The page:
No bus is perfect

    None of the automotive buses, including Ethernet, is ideal for every application. For example, video transferred over an Ethernet network must be compressed at its source to reduce bandwidth requirements and then decompressed at its destination. This requires a fairly high amount of processing power in the camera that in turn could make it more expensive and larger, and the need to compress and decompress the video stream takes time, increasing latency over the link.

    In some applications, this doesn’t much matter, but when the vehicle’s cameras are looking for pedestrians in the path of the vehicle, reducing latency is a critical safety issue. Ethernet is also a more expensive and complex physical-layer interface and issues surrounding electromagnetic compatibility (EMC) remain with its two-wire unshielded twisted-pair of wires.

    That said, Ethernet offers distinct advantages that necessitate its integration into a mixed-criticality automotive architecture. It supports quality of service, security, time-critical extensions such as time-sensitive networking (TSN), and other capabilities. It is also well suited for the high-performance communication required in a zonal architecture as well as service-oriented communication, both of which are prerequisites for vehicles in the future.

    CAN
    Fueled in part by the rise in demand for driver assist, infotainment systems and technology advancements, the automotive Ethernet market is expected to grow at a CGAR of 20.9% from 2020 to 2026. Source: MarketsandMarkets

    To meet the demands of cars that will soon run on many hundreds of millions of lines of code compared with 100 million lines today, the industry is transitioning to an Ethernet-based zonal electronic/electrical (E/E) architecture based solely on Ethernet’s plug-and-play capabilities is uniquely suited to the service-oriented environments that will define vehicles in the future. Devices can be connected and disconnected in real time with no downtime, a significant advantage over CAN buses.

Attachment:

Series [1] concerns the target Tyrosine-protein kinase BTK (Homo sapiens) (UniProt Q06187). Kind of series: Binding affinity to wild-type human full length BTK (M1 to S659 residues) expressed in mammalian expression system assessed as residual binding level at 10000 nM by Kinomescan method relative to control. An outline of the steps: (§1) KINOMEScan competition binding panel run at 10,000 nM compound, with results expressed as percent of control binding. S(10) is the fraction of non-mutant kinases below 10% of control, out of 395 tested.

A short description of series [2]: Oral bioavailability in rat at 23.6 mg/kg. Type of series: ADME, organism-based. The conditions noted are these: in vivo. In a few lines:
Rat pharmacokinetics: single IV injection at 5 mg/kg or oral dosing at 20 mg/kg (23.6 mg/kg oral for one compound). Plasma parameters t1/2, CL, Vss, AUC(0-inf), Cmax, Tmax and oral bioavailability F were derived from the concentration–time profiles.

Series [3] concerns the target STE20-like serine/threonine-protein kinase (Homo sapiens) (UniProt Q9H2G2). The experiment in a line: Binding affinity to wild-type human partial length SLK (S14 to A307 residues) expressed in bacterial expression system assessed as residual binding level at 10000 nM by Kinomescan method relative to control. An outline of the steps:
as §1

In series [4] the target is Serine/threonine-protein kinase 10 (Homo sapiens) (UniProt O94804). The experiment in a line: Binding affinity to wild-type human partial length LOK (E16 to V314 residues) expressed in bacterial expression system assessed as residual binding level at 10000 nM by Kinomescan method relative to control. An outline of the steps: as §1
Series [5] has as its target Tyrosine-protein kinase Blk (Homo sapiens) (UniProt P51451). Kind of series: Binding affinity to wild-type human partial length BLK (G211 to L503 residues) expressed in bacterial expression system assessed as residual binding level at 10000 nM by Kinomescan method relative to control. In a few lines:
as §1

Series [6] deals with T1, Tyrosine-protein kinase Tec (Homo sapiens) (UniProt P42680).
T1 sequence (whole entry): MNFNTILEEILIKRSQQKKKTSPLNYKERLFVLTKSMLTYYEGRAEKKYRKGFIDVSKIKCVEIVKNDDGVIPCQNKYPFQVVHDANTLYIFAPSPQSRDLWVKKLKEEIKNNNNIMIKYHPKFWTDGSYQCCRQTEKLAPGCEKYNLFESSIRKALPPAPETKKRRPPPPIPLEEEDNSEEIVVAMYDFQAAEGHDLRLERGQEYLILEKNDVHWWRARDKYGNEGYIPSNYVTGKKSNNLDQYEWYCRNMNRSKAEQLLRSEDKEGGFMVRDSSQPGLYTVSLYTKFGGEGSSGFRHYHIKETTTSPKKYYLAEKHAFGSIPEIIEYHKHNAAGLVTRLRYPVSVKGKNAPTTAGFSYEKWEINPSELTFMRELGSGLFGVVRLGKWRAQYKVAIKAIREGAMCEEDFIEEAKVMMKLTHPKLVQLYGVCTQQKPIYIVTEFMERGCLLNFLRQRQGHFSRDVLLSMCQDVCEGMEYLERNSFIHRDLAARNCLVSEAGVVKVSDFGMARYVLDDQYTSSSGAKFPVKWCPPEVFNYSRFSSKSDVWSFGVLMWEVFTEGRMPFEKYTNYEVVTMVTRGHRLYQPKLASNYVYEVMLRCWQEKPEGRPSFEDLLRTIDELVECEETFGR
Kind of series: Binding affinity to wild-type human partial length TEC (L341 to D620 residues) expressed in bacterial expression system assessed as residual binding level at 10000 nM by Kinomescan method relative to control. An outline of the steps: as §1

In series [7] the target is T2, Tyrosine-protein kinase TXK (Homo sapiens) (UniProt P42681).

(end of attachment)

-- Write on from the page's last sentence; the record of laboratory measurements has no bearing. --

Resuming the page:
The zonal E/E mandates support for numerous applications, an increasing number of which require not just high speed while handling huge amounts of data, but also extremely low latency. The zonal approach aggregates sensors into a single link from the zonal gateway to a backbone. Ethernet can enable TSN as a solution for the deterministic performance that Ethernet currently does not have and allow fiber to be used as the transmission medium. Fiber nearly eliminates the problems caused by interference, as it is impervious to the intrusion or emission of electromagnetic energy.

    This brings the discussion to Flat Panel Display-Link (FPD-Link), a point-to-point solution for high-bandwidth data applications in vehicles, with one high-speed forward channel with speeds of several gigabits per second and a low-speed backchannel for applications requiring less than 1 Mb/s. Using the previous video example, FPD-Link can send uncompressed video to a video display while the backchannel sends data at a lower rate from a touch screen back to the processor generating the video.

    The interface’s biggest benefit in such an application is that the circuits for the camera and display are comparatively simple because compression and decompression are not required. And as each link is dedicated, the image quality of one video system is independent of other functions without interrupting video stream on the forward channel. With the ability to support a backchannel and power over a single twisted-pair or coaxial connection, wiring can also be simplified. FPD-Link is not a substitute for Ethernet, but for some applications it may continue to play a role.